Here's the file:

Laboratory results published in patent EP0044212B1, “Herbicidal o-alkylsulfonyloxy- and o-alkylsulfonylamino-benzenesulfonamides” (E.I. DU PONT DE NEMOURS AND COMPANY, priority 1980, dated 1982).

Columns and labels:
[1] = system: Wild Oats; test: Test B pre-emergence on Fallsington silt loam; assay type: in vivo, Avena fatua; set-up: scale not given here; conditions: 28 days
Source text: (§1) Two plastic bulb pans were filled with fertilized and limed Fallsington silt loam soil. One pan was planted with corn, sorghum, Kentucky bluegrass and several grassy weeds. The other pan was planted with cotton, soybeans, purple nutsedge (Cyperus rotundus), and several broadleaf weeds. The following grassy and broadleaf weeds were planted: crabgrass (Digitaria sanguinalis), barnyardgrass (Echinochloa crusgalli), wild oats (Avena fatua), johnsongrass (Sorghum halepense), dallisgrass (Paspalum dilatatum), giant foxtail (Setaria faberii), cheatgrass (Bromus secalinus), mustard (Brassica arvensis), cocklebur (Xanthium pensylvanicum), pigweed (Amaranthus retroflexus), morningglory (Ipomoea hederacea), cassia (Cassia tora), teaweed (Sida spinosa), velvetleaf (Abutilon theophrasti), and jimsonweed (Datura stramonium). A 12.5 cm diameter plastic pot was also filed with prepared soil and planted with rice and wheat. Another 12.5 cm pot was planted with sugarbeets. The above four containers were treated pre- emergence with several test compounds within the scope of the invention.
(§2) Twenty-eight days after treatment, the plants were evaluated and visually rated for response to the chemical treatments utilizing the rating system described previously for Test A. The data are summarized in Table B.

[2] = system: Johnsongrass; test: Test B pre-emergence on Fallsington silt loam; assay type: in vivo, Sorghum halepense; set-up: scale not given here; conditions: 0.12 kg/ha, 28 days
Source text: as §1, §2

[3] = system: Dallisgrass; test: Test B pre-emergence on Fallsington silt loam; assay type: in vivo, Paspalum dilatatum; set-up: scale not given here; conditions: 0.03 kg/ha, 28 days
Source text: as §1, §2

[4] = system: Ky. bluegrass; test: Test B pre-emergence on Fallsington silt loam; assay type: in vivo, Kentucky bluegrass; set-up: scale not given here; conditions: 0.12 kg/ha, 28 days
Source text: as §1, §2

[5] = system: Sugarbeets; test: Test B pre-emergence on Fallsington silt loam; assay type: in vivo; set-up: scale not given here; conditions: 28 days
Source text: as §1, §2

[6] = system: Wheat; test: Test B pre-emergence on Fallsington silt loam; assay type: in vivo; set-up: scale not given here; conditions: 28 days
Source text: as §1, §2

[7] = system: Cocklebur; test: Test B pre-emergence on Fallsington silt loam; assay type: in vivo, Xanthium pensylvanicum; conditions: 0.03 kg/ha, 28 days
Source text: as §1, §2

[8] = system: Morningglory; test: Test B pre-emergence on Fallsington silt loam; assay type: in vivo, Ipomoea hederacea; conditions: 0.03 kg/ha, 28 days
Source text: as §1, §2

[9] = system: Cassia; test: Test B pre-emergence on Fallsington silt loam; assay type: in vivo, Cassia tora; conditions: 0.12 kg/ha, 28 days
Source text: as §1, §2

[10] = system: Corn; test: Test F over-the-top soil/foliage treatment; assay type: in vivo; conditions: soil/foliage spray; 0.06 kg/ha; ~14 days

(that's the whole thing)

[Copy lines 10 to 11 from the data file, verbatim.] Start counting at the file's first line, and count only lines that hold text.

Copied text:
[4] = system: Ky. bluegrass; test: Test B pre-emergence on Fallsington silt loam; assay type: in vivo, Kentucky bluegrass; set-up: scale not given here; conditions: 0.12 kg/ha, 28 days
Source text: as §1, §2